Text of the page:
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Short Term Fuel Trim And Long Term Fuel Trim

 The Purpose of Fuel Trim

The internal combustion engine is not 100% efficient. There will always be some byproducts of combustion such as HC, CO, O2, CO2, and NO. The least amount of leftover emissions occurs when the mixture is at 14.7 to 1 air fuel ratio. Even at this ratio, there are too many harmful pollutants.

Short Term Fuel Trim

Auto makers created a device that would clean up the byproducts of internal combustion. This device is called the catalytic converter. The catalytic converter works on the theory of oxidation and reduction. The term oxidation means to add oxygen. The term reduction means to take oxygen away. More specifically, oxidation means oxygen (O2) is added to the HC and CO to make it H20 and CO2. Reduction is when the oxygen is removed from the nitrogen (NOX) which reduces NOX to N2 and 02. The catalytic converter must perform both of these functions. It is necessary to utilize a fuel metering system that can continuously switch from rich to lean.

This fuel system is called the closed loop system. By switching the mixture rich and lean, the catalytic converter can efficiently perform oxidation and reduction at the appropriate times. When the mixture is slightly rich, reduction occurs and NOX is converted to N2 and 02. When slightly lean, oxidation occurs. CO is converted to CO2 and HC is converted to H20. The auto makers had this in mind when they created the O2 sensor. The job of the O2 sensor is to tell the PCM when the mixture is rich so the PCM can deliver a lean command (shorter pulse width.) Conversely when the mixture is lean, the PCM will deliver a richer mixture (longer pulse width). The PCM constantly changes the mixture from rich to lean based on the input from the O2 sensor. This process is what allows the catalytic converter to work. Note: when rich= reduction; when lean= oxidation.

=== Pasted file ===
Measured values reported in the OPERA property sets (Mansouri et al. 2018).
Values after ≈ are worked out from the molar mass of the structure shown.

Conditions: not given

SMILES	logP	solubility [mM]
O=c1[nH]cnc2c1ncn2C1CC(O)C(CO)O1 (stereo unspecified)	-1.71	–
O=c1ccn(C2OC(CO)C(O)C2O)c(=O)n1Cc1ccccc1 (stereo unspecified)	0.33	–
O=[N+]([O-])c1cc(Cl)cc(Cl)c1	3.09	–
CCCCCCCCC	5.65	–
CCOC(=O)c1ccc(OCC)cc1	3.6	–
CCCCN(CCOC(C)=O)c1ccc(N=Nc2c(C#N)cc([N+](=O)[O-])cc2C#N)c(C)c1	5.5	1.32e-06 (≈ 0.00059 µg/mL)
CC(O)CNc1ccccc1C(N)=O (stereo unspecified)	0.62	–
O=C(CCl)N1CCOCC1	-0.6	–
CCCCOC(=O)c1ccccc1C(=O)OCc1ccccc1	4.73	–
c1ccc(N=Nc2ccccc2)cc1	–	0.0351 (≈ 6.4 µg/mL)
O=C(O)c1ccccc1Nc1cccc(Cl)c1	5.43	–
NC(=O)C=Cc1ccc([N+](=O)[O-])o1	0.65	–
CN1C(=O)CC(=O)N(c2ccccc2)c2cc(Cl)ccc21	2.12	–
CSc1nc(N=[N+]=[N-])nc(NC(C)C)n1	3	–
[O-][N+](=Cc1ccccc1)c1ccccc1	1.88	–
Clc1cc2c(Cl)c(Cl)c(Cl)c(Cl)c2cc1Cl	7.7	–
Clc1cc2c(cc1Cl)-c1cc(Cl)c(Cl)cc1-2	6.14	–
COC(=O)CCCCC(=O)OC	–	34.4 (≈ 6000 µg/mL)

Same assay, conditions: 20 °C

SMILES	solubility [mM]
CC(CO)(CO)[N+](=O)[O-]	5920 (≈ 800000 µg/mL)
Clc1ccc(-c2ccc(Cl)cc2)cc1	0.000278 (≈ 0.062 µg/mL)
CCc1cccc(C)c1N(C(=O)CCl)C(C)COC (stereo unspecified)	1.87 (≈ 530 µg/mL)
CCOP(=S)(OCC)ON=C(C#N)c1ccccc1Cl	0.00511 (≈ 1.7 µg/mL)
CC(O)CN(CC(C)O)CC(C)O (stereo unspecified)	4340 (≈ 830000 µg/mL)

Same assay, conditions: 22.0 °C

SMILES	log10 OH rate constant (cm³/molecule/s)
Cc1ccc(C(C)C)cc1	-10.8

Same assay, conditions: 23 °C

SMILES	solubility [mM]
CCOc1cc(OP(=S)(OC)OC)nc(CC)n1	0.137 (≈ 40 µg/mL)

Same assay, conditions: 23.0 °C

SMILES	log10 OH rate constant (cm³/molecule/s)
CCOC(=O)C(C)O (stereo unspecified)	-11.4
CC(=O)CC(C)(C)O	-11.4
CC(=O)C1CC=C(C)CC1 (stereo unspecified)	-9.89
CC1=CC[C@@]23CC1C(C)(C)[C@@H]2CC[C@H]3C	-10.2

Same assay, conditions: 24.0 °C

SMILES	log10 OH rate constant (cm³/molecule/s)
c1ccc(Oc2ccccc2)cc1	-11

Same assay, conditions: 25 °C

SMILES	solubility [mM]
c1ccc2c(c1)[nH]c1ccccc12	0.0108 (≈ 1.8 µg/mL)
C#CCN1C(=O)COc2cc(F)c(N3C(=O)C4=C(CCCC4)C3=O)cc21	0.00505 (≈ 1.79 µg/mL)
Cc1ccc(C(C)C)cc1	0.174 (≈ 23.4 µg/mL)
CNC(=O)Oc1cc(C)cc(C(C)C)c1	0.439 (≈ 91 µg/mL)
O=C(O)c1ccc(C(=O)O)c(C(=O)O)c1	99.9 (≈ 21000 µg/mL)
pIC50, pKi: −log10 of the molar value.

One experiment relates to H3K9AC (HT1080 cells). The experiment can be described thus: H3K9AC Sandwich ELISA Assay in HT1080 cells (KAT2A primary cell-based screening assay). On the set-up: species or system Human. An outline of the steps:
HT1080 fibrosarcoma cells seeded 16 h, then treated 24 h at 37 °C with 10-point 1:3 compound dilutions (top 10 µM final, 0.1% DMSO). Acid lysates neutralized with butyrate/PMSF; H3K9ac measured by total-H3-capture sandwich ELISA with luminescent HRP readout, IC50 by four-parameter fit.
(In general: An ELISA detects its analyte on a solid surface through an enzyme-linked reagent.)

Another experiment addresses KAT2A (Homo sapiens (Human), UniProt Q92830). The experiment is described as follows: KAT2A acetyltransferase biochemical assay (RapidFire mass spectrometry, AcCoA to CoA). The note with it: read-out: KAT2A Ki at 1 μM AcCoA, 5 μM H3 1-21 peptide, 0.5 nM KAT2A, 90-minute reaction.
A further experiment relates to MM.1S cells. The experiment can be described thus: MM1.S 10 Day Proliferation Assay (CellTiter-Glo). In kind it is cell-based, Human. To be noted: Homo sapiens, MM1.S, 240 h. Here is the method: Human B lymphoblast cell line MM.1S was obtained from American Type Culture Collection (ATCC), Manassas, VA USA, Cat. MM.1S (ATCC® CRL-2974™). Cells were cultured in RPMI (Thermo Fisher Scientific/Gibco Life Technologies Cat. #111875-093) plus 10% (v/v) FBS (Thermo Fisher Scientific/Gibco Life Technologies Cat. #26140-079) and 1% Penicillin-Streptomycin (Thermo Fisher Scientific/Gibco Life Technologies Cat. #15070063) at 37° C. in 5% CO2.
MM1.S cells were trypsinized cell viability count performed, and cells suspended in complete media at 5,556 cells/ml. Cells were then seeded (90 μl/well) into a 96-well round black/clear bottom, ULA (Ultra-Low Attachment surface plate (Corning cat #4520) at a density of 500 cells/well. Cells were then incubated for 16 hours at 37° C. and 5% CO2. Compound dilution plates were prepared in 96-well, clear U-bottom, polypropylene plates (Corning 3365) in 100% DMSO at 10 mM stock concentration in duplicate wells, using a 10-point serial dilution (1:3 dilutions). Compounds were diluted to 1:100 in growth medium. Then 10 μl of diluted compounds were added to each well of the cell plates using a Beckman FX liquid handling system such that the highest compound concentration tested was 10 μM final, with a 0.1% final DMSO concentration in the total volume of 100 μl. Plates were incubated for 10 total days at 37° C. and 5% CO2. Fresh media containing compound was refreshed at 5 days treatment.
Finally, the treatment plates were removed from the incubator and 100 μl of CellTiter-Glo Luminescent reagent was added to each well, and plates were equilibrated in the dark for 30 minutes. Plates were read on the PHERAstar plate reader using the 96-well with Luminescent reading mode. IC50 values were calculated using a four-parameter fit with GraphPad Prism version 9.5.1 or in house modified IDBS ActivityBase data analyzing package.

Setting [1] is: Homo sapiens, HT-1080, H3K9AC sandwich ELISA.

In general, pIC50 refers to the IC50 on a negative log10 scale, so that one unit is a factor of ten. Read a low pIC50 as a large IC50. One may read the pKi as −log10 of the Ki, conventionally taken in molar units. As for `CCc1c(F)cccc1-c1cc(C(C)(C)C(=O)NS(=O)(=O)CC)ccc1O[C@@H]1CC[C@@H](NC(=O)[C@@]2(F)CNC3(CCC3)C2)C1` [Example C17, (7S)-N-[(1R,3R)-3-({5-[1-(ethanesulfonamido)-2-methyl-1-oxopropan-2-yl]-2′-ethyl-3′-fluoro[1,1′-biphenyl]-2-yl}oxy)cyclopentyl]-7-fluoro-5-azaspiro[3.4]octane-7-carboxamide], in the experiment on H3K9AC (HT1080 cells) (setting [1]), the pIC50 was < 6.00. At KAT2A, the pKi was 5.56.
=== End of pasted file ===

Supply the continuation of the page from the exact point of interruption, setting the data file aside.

This is where fuel trim comes in. Fuel trim is the internal mechanism within the PCM that switches the fuel mixture from rich to lean. It has to do this a minimum of 2 to 5 times a second. Fuel trim is broken down to two types, short term and long term. Since the standardization of OBDII, fuel trim is found on most cars.

Fuel Trim How It Works - Short Term

Short term fuel trim monitors the O2 sensor and makes live corrections based on O2 sensor voltage. It has the ability to quickly change the mixture when it sees low or hi  voltage from the O2 sensor. It can only correct over a short period of time. The starting point is 0. 0 represents the cleanest air fuel mixture 14.7 to 1. The objective of the PCM is to keep short term fuel trim averaging 0. Not right on 0 but an average of 0. An average of 0 would represent a slightly rich and slightly lean mixture. Therefore the average air fuel mixture would equal 14.7 to 1. While averaging 14.7 to 1 the combustion process is clean and the catalytic converter does not have to work hard.